This is just too cool for words!
This is just too cool for words!
Stumbled on an excellent article from the perspective of this young girl at the time:
Let’s Dance was a rather flippant song that basically made no sense, had no political connotation, and was only meant to be danced to, and sell lots of records. Never being one to go that route very well, Bowie made up for it in the video he produced for the song:
The red shoes meant a life of affluence for the pretty white lady. The red shoes meant a life hard work scrubbing highways for the Aborigine girl. When given the choice to either wear the red shoes and live like white people, or not wear the red shoes and live like Aborigine, they stomp on the shoes and walk off into the sunrise.
Bowie later had this to say about the Aborigine:
I have always felt that the although the world casts judgment on the United States because of our struggles with racism, it’s because we’ve been dealing with it in a very visible manner for a long, long, time. The only difference being that most other countries won’t deal with it, so there is nothing visible to criticize. People have always loved Australia for a lot of reasons, mostly being the people. At the same time, the world has largely ignored what those same Australians did to the Aborigine. Bowie stuck it out there front and center with this video. As with the history of the Aborigine, I have no clue what Australia has done to rectify their issue. Maybe if Neil Young wrote a song about it people would listen?
Here we go!
I’ve already got my favorite off the album! What’s yours?
* I’ve jumped the gun obviously. The album won’t be released in the US for a few more days. If the Amazon widget doesn’t work, come back after the 12th and it should work fine.
Another new one!
So far it’s been a very good couple of tunes off the new album!
Wow! Didn’t see this one coming! Happy 66th David!
Ten years ago today The Jean Genie died.
A huge part of Bowie’s life, and the inspiration for The Jean Genie, Cyrinda would go on to marry both David Johansen and Steven Tyler.
In 1966 a band called The Monkees premiered on tv. It immediately propelled the members to instant stardom:They were a clean cut bunch of basically non-musicians pretending to be rock stars. With the guaranteed publicity of a tv show, their first recording went #1.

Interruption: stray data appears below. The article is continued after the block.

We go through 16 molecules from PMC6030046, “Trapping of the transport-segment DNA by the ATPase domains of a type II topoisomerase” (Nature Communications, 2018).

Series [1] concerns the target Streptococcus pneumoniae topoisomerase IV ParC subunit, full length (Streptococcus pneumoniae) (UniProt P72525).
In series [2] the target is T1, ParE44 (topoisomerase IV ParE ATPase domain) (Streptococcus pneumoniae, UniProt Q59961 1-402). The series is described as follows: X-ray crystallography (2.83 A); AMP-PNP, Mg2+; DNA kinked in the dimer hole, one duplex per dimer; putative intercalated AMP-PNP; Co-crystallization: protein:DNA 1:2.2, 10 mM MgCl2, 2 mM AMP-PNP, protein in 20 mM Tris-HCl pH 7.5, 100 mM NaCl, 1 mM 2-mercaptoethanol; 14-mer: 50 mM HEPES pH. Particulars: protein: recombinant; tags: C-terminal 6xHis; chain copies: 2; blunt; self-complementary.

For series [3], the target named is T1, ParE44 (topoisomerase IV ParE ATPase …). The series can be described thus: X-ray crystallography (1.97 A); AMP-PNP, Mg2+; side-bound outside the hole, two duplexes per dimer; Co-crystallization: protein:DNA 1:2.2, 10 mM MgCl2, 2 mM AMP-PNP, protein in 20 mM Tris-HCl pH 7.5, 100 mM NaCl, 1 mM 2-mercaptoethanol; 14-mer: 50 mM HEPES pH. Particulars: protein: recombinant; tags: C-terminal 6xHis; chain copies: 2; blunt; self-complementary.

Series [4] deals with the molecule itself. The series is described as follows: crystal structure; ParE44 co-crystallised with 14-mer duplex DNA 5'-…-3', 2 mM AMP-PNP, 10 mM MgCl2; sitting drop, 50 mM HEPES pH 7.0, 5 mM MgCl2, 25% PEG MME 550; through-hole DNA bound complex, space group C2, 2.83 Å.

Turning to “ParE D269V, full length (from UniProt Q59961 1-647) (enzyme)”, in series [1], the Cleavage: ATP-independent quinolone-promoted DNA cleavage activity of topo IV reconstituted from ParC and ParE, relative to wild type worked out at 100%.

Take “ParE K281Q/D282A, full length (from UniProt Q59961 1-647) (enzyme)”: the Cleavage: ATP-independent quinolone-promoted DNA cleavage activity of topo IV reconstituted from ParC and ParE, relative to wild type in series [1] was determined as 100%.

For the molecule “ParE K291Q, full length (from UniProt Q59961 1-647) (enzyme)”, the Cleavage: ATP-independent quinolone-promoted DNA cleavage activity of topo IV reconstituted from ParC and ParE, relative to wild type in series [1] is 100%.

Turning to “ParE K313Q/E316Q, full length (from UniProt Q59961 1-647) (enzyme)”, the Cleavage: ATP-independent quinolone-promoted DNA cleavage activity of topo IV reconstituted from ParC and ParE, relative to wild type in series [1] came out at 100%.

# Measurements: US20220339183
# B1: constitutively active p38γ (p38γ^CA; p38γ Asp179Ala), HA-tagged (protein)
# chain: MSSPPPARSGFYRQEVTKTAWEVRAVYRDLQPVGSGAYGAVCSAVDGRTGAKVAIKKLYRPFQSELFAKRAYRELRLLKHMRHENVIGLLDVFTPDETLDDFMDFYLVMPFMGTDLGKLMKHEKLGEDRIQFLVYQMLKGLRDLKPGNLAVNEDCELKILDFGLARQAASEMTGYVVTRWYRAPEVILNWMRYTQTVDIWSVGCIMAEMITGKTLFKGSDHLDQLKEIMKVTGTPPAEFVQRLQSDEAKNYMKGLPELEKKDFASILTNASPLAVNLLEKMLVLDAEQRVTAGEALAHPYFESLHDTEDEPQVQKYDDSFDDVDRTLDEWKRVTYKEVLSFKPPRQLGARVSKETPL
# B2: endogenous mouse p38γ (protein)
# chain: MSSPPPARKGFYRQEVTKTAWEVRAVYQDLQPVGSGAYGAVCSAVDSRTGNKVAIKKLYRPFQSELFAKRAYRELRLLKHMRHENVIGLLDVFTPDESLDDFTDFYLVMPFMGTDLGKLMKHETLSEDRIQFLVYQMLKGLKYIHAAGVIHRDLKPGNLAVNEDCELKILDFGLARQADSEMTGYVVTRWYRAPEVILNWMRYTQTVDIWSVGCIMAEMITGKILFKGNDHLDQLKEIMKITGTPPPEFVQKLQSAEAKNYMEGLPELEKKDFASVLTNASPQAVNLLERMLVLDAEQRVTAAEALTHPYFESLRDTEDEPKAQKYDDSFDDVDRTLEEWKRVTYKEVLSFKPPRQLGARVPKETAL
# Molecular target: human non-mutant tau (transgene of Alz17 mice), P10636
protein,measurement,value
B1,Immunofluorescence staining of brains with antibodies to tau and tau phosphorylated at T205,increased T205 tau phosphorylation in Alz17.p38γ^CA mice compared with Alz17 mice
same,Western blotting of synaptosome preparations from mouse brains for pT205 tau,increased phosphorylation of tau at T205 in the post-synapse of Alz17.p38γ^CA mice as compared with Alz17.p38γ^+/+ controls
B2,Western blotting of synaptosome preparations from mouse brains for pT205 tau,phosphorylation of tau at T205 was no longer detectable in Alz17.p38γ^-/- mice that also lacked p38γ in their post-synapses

At exactly the same time, another band wasn’t doing quite as well:
Davy Jones and the Lower Third recorded a few songs, they went nowhere, there was no tv. I am guessing at some point a disgruntled drunk teen girl whined during a show that they needed to play Last Train to Clarksville. Not to be confused with a super-hot group, the lesser known Davy Jones changed his name and his image:
He became David Bowie. The rest is pretty well documented here.
Davy Jones died today.
Whitney Houston died last week. It was way overblown. I’m guessing the Davy Jones tribute concert/funeral will be a little less hyped. But, if it did come about, it would be so cool.
First off, you’d have Bowie resurrect his 1966 look and front the Monkees for I’m a Believer:
They immediately, of course tear into Daydream Believer:
Which, of course, morphs into Bowie’s tribute to the “pink monkee bird”:
Then, what’s left of the Beatles will take the stage to perform their 1968 payback to the Monkees
Little known fact, the Monkees were based on the Beatles’ Hard Days Night. Davy Jones was Paul McCartney. Paul McCartney sang Everybody’s Got Something to Hide Except for Me and My Monkee. Coincidence? I think not.
Then of course, The Stones will take the stage for their acknowledgement of Monkee might in the late 60′s:
“I’m a Monkee man!”
I’m sure the Brady Bunch will re-unite for one magical night as well. But, the hilite for me would be one of my all time favorites. Fifteen years after the Monkees hit #1, Peter Gabriel hit the charts with his, now very prophetic:
Why don’t you shock the monkee?
Davy Jones died of a heart attack.
Peter Frampton is a friend of mine.
Well, on Facebook he is anyways. I asked him to be my friend for a few reasons. Partly because he’s an icon of my generation. Frampton Comes Alive! was one of the seminal party albums when I was, well, too young to be partying.
Secondly, he represented an era that seems to have died off, the guitar player. He was all about his guitar. He made the thing sing, cry, and soar. Occasionally he wrapped some pretty good songs around his guitar as well.
Glass Spider was the only time I ever saw Bowie perform. Peter Frampton played lead. It was perfect. Flawless. Amazing to hear. Although I had considered Frampton a party staple, I grew to respect his talent during that concert.
Lastly, I have to support fellow Kentuckians. Peter is auctioning his guitar in Tucson tonight. If I have any friends in Tucson, do me a favor and dig a little deeper for Peter’s cause.